824 IF DOTL = 1 THEN 828 ELSE IF DOTL = 2 THEN 832 ELSE IF DOTL = 3 THEN 868 ELSE IF DOTL = 4 THEN 912
826 IF DOTL = 5 THEN GOTO 942 ELSE STOP
828 IF JB = 2 THEN LPRINT "SPD"; PD; ";"
830 IF JB = 3 THEN LW = INT(PD * QR) - 1: PRINT #3, LW; "setlinewidth": RETURN ELSE RETURN
832 FOR X = LE TO LE + XA * SCX + .1 STEP XA / (GX - 1) * SCX
834 IF JB = 1 THEN PRINT #4, CHR$(27); "*p"; X * QR; "x"; (BP - (BY + YA * SCY)) * QR; "Y"; ELSE 838
836 PRINT #4, CHR$(27); "*c"; ABS((BP - BY) - (BP - (BY + YA * SCY))) * QR; "b"; .05 * QR; "A";
838 IF JB = 2 THEN LPRINT "MAP"; X; ","; BP - BY; ";DAP"; X; ","; BP - (BY + YA * SCY); ";"
840 IF JB = 3 THEN PRINT #3, "newpath" ELSE IF JB = 1 THEN PRINT #4, CHR$(27); "*c0P"
842 IF JB = 3 THEN PRINT #3, INT(X * QR); INT((30 - (BP - BY)) * QR); "moveto"
844 IF JB = 3 THEN PRINT #3, INT(X * QR); INT((30 - (BP - (BY + YA * SCY))) * QR); "lineto"
846 IF JB = 3 THEN PRINT #3, "stroke"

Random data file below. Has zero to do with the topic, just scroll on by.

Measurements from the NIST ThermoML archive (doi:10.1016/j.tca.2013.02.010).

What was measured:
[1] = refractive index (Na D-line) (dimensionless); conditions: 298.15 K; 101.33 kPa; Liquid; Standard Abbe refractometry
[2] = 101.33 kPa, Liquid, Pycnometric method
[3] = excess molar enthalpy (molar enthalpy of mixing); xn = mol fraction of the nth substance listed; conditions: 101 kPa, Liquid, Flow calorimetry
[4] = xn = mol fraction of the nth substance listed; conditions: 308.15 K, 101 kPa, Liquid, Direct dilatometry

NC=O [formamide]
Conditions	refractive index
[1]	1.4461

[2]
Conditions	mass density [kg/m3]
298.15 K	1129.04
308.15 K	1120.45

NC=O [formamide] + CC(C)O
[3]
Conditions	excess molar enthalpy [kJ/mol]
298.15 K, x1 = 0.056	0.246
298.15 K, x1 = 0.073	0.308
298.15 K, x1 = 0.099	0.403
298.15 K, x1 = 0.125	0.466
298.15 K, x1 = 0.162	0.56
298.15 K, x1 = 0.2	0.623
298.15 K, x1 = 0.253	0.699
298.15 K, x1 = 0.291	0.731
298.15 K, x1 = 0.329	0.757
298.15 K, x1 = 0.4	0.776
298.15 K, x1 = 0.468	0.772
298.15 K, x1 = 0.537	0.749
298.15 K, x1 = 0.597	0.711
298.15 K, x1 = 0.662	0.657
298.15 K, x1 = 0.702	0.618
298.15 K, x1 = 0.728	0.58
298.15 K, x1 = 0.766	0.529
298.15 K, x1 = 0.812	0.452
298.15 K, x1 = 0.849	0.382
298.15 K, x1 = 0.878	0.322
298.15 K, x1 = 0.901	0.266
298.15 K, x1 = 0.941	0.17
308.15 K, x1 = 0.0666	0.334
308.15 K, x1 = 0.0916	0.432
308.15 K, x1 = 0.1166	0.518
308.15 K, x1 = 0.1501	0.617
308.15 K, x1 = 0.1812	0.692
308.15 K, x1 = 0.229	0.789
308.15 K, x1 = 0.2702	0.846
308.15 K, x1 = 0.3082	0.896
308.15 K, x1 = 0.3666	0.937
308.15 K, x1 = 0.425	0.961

848 NEXT
850 FOR Y = BY TO BY + YA * SCY + .1 STEP YA / (GY - 1) * SCY
852 IF JB = 1 THEN PRINT #4, CHR$(27); "*p"; LE * QR; "x"; (BP - Y) * QR; "Y";
854 IF JB = 1 THEN PRINT #4, CHR$(27); "*c"; .05 * QR; "b"; ABS(LE - (LE + XA * SCX)) * QR; "A";
856 IF JB = 2 THEN LPRINT "MAP"; LE; ","; BP - Y; ";DAP"; LE + XA * SCX; ","; BP - Y; ";"
858 IF JB = 3 THEN PRINT #3, "newpath" ELSE IF JB = 1 THEN PRINT #4, CHR$(27); "*c0P"
860 IF JB = 3 THEN PRINT #3, INT(LE * QR); INT((30 - (BP - Y)) * QR); "moveto"
862 IF JB = 3 THEN PRINT #3, INT((LE + XA * SCX) * QR); INT((30 - (BP - Y)) * QR); "lineto"
864 IF JB = 3 THEN PRINT #3, "stroke"